AUSTRALIA’S BIODIVERSITY AND CLIMATE CHANGE: A STRATEGIC ASSESSMENT OF THE VULNERABILITY OF AUSTRALIA’S BIODIVERSITY TO CLIMATE CHANGE
(Australian Government Biodiversity and Climate Change Expert Advisory Group, 2009)
This assessment of the vulnerability of Australia’s biodiversity to climate change was begun in early 2007 in response to a request from the Natural Resource Management Ministerial Council. Its key messages and policy directions address the need to reform biodiversity management; strengthen national commitments to conserve Australia’s biodiversity; invest in the life support system; build innovative and flexible governance systems; and meet the mitigation challenge. The report.

RIGHTS-BASED APPROACHES: EXPLORING ISSUES AND OPPORTUNITIES FOR CONSERVATION
(Center for International Forestry Research, IUCN, 2009)

This publication contributes to the ongoing discussion regarding the relation between conservation and human rights, exploring questions and concepts relating to rights-based approaches to conservation. Case studies address natural resource management in Colombia, water management in the Middle East, a human rights approach to conservation and development in the Cape Floristic Region in South Africa, a Sherpa community conserved area in the Mount Everest in Nepal, and integrating a gender approach in ABS governance. The publication.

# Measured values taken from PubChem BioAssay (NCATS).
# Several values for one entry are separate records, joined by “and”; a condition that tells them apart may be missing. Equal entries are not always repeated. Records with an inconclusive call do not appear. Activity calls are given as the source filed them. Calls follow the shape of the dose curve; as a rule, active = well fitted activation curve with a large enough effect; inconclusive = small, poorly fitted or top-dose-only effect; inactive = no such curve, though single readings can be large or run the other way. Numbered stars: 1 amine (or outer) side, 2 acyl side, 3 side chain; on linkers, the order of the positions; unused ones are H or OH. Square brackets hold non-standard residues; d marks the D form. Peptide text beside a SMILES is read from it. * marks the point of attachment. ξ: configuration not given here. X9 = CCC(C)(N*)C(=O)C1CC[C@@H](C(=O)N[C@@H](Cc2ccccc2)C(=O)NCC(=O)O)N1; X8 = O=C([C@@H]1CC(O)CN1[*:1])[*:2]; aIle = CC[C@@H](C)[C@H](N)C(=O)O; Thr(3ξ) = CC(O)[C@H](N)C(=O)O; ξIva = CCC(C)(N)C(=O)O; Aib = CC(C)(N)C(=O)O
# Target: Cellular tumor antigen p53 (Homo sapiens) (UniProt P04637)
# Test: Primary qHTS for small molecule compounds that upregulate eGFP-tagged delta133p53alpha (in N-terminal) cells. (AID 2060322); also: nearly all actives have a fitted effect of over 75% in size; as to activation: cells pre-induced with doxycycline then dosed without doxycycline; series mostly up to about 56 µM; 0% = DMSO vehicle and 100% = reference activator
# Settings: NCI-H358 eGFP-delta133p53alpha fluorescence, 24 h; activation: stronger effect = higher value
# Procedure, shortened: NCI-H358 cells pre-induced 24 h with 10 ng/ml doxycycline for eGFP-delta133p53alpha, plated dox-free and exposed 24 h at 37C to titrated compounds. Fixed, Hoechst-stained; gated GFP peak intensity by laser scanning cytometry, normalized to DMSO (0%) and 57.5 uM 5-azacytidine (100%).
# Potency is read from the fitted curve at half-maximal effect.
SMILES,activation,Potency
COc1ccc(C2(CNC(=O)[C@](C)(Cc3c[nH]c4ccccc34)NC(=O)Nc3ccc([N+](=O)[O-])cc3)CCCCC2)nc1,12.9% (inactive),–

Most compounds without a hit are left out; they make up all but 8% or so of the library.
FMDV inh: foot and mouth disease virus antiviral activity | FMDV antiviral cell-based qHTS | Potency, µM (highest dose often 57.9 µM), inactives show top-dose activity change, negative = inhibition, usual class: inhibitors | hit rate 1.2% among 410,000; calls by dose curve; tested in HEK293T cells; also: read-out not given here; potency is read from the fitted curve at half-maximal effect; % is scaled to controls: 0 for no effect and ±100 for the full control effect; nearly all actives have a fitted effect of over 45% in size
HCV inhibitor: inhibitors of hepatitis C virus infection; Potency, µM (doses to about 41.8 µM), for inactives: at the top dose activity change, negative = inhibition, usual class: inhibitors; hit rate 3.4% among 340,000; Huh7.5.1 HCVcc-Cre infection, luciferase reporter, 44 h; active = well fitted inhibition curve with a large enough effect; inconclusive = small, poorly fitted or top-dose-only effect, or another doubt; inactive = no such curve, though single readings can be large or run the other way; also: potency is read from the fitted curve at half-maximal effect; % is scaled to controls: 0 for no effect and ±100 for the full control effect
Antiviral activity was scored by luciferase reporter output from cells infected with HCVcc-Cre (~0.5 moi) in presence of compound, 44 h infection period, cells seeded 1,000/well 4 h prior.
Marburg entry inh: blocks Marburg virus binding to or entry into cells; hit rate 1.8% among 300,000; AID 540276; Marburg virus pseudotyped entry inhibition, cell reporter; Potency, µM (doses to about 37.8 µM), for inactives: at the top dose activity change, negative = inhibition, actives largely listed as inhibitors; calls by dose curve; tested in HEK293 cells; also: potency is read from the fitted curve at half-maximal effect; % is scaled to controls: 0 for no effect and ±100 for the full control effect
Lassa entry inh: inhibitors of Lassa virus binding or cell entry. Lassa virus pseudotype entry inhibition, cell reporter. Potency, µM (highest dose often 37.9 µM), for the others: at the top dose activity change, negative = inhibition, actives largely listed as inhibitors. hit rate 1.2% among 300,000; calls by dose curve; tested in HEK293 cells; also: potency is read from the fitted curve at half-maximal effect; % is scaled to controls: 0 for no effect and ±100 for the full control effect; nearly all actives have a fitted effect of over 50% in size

NEIGHBORHOOD WATCH - EARLY DETECTION AND RAPID RESPONSE TO BIOLOGICAL INVASION ALONG US TRADE PATHWAYS
(IUCN and US EPA, 2009)

This report, produced by IUCN, states that ports and trade hotspots in the US require better ways to detect invasive species, as well as more rapid response protocols. The publication urges swift action to improve biosecurity measures, including improved coordination between agencies and greater international cooperation. Neighborhood Watch offers recommendations to improve biosecurity measures at US ports, as well as a possible funding mechanism based upon the “polluter pays” principle. The report.

WILDLIFE IN A CHANGING WORLD – AN ANALYSIS OF THE 2008 IUCN RED LIST OF THREATENED SPECIES
(IUCN, July 2009)